Photo courtesy of MagicalButter.
Breaking down the different features, traits, and uses of cannabis sugar and cannabis crumble.
It might sound like we’re ready to whip up a dessert.
You’ll have to take your munchies elsewhere because we’re discussing a kind of sugar and crumble that’s not as sweet as it sounds.
You might have heard of cannabis sugar or cannabis
If you’re looking for the full rundown on the differences between these two potent cannabis concentrates, you’ve come to the right place.
You can spot the differences between crumble
For starters, a crumble is exactly what it sounds like, a thick, crumbly texture that’s dryer than most concentrates. It’s not as thick and runny as your usual budder or resin.
Without touching it, it almost resembles a sea sponge or gold sea moss. Their colors span from light yellow all the way to dark orange with amber hues.
In order to make cannabis crumble, extractors use a solvent like butane or CO2. However, crumble is made in a vacuum oven at lower temperatures but for longer periods than most concentrates. This way, it reduces excess moisture while minimizing the risk of mold.
The only downside with cannabis crumble is how its texture makes it difficult to use in a dab rig. That said, it’s an incredibly easy substance to add to your joints, top your bowls, or place inside an e-rig’s loading chamber.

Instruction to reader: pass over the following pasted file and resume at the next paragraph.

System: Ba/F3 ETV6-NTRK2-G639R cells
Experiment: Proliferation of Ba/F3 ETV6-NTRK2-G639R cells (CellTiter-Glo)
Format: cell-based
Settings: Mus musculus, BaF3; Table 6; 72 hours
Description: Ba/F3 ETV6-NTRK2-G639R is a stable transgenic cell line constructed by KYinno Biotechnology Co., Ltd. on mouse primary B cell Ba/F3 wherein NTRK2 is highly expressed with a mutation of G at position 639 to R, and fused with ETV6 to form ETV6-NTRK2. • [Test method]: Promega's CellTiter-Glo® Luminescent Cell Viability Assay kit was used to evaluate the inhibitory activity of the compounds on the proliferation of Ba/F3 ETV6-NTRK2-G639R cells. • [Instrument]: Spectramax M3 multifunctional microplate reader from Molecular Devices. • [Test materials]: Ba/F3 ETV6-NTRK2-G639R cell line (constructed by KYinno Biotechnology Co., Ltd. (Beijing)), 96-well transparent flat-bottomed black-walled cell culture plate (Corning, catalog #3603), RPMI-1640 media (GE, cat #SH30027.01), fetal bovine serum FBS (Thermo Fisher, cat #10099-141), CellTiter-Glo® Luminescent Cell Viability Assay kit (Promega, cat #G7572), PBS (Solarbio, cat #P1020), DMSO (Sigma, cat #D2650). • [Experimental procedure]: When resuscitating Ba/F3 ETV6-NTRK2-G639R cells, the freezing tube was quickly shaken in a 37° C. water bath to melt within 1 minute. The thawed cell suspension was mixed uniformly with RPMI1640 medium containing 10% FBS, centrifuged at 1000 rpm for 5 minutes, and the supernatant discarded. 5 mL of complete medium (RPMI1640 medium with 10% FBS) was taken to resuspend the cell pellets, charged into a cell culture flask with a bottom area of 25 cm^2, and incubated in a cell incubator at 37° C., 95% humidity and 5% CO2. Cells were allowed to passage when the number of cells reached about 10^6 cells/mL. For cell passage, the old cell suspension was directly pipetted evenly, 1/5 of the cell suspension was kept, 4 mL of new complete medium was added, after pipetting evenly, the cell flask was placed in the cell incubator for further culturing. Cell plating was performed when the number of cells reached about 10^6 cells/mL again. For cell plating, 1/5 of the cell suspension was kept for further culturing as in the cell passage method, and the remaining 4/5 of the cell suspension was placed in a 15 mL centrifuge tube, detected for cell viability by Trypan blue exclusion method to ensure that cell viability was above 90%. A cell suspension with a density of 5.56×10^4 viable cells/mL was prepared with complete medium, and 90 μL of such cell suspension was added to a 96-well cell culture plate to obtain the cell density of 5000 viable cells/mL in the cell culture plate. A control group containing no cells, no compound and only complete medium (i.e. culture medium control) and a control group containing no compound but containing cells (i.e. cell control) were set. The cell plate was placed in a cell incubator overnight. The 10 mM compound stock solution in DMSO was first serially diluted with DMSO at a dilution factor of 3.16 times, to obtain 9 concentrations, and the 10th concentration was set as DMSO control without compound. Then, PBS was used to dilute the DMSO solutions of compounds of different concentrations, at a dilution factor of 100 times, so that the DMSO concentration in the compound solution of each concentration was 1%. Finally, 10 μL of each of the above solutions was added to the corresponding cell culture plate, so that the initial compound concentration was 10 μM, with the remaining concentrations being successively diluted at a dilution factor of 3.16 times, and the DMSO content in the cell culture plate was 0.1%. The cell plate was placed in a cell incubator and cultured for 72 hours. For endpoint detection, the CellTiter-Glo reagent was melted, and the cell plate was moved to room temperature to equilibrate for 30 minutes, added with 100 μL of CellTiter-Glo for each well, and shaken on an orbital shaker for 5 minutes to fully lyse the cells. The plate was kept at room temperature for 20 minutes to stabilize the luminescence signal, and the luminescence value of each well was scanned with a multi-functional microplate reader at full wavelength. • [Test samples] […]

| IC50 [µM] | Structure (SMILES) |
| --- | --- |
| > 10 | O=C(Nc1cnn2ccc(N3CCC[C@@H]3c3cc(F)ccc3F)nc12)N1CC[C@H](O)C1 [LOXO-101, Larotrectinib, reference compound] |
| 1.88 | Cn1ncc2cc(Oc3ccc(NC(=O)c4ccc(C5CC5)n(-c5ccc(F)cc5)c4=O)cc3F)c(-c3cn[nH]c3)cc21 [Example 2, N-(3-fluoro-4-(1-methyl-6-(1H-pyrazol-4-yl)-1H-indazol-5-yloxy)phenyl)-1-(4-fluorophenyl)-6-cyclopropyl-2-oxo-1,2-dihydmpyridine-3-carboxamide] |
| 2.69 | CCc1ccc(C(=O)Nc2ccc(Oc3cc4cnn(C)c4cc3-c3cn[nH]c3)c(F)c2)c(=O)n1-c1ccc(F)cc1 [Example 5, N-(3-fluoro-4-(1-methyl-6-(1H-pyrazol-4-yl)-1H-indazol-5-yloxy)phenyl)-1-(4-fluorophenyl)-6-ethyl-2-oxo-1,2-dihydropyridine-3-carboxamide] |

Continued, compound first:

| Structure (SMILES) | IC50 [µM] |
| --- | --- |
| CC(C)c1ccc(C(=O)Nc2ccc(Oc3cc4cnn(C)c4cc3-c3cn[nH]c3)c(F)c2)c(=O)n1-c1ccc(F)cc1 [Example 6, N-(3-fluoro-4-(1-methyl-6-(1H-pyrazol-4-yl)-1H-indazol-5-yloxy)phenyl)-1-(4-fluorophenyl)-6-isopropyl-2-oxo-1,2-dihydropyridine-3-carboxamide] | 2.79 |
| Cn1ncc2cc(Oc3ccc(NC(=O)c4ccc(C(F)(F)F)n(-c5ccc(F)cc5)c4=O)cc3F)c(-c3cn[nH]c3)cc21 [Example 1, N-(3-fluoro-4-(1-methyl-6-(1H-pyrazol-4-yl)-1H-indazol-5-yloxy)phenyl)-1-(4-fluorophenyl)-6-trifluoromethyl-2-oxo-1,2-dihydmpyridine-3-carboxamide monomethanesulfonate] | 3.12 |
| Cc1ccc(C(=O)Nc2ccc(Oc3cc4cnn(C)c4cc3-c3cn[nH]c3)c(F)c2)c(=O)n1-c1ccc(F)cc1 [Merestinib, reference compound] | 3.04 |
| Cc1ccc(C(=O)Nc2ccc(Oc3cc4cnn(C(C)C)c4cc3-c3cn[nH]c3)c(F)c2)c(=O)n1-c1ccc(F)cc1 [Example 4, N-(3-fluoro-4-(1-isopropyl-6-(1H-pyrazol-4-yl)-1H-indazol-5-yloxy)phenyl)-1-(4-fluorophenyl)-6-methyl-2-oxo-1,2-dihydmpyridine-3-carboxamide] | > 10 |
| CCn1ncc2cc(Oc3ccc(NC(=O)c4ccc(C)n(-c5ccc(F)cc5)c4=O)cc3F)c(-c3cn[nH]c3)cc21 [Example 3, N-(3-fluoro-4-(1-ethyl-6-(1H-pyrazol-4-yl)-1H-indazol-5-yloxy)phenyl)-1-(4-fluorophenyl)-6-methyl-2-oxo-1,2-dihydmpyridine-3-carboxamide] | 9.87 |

Photo by Martin / Adobe Stock Photo
Now that we know what cannabis crumble is, you can probably guess the texture of cannabis sugar.
The closest thing we could compare it to is honey in its rawest form, with the crystals and everything. It’s a thick, dense, and mostly dark liquid that has a sugary consistency.
Similar to most other concentrates, sugar is also extracted by using a solvent like CO2, butane, or propane. Stoners adore using cannabis sugars because of how easy they are to use.
They’re often smoked through dab rigs, e-rigs, over joints and bowls, quite literally any smoking method.
When it comes to these two cannabis concentrates, the main difference is their physical characteristics.
This means the thick, runny consistency of sugar might be better for dab rigs than the dry, crumbly feel of cannabis crumble, for example.
But how do you choose which one? That’s based on your preferred experience.
Both of these concentrates are incredibly potent and are worth the cash. But if you’re more of a traditional dabber, a sugar may be of interest over a crumble.
Regardless of your chosen concentrate, we can assure you that they’ll both do the job.
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